Fighting human rights violations arising from malpractices in the pre-trial detention regime under the Brazilian criminal justice system

Rio de Janeiro

Objectives and target audience

Contribute to the debate on the massive incarceration of temporary prisoners as a major criminal policy through research, advocacy, training, and communication.

Main activities

Provisory Detention

Custody hearings represent a step forward in guaranteeing rights in the field of ​​Criminal Justice. However, they face resistance from society and from the justice system itself. In addition, the hearings fail to meet all the recommendations of the Initial Project proposed by the National Council of Justice. Iser evaluates what has been done until now and monitors the progress of this policy in the state of Rio de Janeiro, with the aim of strengthening it and improving its operation.


The Communication axis will accompany the production of knowledge and information of the entire line of work of the “Pre-trial Detention” axis.  Navigating on different media, this item is the base of the campaign “Two Prisoners, Two Measures” and it also relates to the production of content on pre-trial detention and other themes, creating communication strategies capable of influencing different audiences towards the confrontation of mass incarceration.

Alternatives Sentences

Research conducted by ISER in partnership with Brazil Human Rights Fund/OAK Foundation has shown flaws in its physical structure and in the monitoring of Weekend Limitation penalties and that the way Patronato Magarinos Torres works falls short of that established in the Law on Criminal Executions, which provides for courses and lectures, as well as educational programs. As a result of the focus groups developed with people who were serving this type of sentence (weekend limitation) at Patronato Magarinos Torres, there were reports about idleness during the compliance period and also on the poor conditions of the physical space. In view of this, we intend to carry out a pilot project – to be built jointly with the Patronato / SEAP and the support of other institutions, with the public of the weekend limitation, anticipating actions such as workshops, courses, debates, with the intention of qualify the conditions for compliance with this modality of restriction of rights.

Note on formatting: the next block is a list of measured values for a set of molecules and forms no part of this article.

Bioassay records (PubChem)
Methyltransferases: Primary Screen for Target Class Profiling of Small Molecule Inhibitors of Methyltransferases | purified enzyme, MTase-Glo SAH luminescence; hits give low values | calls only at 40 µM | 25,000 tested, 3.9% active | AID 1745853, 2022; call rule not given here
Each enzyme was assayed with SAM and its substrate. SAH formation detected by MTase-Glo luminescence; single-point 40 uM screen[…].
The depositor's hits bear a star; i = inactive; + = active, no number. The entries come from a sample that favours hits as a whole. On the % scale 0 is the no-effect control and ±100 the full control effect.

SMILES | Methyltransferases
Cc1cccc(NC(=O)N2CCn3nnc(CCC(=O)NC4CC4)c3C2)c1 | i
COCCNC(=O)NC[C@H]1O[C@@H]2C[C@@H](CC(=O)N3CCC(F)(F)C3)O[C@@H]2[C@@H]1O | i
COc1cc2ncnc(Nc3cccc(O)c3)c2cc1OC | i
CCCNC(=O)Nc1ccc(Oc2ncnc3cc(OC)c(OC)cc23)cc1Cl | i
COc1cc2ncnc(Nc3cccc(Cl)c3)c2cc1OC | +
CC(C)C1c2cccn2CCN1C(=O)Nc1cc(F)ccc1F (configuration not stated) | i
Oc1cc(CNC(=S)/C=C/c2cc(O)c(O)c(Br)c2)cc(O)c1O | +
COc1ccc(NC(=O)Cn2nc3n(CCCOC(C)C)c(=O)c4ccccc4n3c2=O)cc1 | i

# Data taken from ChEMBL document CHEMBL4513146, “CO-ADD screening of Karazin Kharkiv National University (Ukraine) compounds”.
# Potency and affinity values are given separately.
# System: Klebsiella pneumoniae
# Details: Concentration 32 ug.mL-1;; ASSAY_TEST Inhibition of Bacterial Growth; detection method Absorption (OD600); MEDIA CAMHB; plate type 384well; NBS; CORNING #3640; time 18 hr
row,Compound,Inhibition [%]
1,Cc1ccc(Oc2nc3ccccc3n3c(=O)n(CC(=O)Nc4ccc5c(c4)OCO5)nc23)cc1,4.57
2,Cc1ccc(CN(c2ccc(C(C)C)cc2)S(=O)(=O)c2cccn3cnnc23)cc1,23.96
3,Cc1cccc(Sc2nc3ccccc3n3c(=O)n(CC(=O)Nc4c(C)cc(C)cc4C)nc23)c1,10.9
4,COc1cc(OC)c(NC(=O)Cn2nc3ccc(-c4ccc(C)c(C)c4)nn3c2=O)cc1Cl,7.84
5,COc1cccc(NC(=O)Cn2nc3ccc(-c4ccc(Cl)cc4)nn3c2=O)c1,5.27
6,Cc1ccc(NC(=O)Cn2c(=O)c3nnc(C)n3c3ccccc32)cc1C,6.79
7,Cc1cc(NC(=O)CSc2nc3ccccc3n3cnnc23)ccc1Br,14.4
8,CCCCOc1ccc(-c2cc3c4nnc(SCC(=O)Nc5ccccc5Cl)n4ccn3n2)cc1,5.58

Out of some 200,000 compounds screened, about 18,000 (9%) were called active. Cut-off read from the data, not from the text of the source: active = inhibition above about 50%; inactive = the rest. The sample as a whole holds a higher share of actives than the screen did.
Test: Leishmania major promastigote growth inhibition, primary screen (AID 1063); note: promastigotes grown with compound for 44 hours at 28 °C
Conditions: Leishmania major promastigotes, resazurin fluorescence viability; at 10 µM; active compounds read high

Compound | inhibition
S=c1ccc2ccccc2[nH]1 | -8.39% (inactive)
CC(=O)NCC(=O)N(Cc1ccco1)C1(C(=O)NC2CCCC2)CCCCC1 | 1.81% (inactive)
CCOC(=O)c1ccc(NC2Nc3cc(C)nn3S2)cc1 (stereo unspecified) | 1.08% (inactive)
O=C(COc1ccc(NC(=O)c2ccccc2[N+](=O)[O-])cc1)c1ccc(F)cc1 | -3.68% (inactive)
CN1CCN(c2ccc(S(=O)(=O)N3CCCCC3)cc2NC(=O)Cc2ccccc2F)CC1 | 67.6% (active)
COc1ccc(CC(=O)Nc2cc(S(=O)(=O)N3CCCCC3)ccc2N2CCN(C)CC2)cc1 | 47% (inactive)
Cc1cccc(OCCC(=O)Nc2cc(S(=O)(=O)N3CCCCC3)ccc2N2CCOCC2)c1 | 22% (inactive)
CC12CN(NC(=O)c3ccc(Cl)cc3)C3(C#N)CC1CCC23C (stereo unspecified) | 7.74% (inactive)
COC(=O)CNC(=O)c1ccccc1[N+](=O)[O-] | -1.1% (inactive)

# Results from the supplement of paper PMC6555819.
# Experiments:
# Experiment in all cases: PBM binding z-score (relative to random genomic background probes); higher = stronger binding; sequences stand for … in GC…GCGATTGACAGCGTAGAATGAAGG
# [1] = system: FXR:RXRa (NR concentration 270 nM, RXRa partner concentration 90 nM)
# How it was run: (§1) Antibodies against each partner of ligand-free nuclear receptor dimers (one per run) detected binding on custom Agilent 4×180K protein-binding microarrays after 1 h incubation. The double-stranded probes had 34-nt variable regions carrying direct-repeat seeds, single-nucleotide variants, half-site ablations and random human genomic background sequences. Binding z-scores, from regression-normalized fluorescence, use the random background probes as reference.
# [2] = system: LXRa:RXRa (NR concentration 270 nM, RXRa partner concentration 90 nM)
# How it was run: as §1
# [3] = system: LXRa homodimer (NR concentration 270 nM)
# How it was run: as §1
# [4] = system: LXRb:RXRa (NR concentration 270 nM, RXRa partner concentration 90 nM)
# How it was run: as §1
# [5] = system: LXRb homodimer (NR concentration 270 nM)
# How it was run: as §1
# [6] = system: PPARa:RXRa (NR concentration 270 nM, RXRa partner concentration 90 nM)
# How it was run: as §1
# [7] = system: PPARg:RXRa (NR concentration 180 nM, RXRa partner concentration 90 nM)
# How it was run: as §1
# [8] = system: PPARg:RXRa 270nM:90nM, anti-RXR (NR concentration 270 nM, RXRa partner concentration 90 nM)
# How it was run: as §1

According to INFOPEN (2017), in June 2016, the prison population was 726,000 people, making Brazil the 3rd country in the world with the largest prison contingent behind China and the United States. Pre-trial detentions make up for 40% of all detentions, evidencing the option of imprisonment as the main response given by the State to deviant behavior.

According to INFOPEN (December 2014), in Rio de Janeiro the prison population was 40,301 of which 41.83% had not been convicted. As early as June 2016, the population increased to 50,219 people and 40.1% of those were pre-trial detainees. CNJ data (January / 2017), in turn, indicate that prisoners without conviction in Rio de Janeiro represent 45.04% of the prison population.

These temporary arrests, in most cases unwarranted or abusive, burden the state and bring the social consequences of imprisonment to people who, in many cases, will not even be sentenced to it.

In addition to the large number of temporary arrests generated by the justice system, people wait for their trial for an excessive amount of time. While there is no clear definition regarding the maximum period for custody, data from the national Justice Council show that in Rio de Janeiro the average time is 375 days, that is, more than a year.

Imprisonment as a priority response muddles the look at other responses such as reparative and accountability measures that are often delegitimized and rely on low public investment. In the minds of people, isolation sentences are the right measure in the face of impunity, without any further reflection on its effects. However, there is no confirmed evidence linking the increase in the number of detentions to a reduction in crime or a sense of security.

About the organization

Iser is a committed civil society organization dedicated to human rights and democracy. Supported by the quality of its research, studies, training, and publications, it has developed the ability to promote dialogue between people ​​from social movements, scholars, civil entities and state bodies. It aims at contributing to the discussion and formulation of public policies and main areas of interest are: religion, environment, youth, civil society, violence, and gender and conflict mediation. In its 2014/2016 strategic planning, the prison system appears as a matter of high relevance.

Funding Line

Criminal Justice (2017-2018)



Total Granted

R$ 300 mil


20 months

Main Themes

Guaranteeing the rule of law and criminal justice

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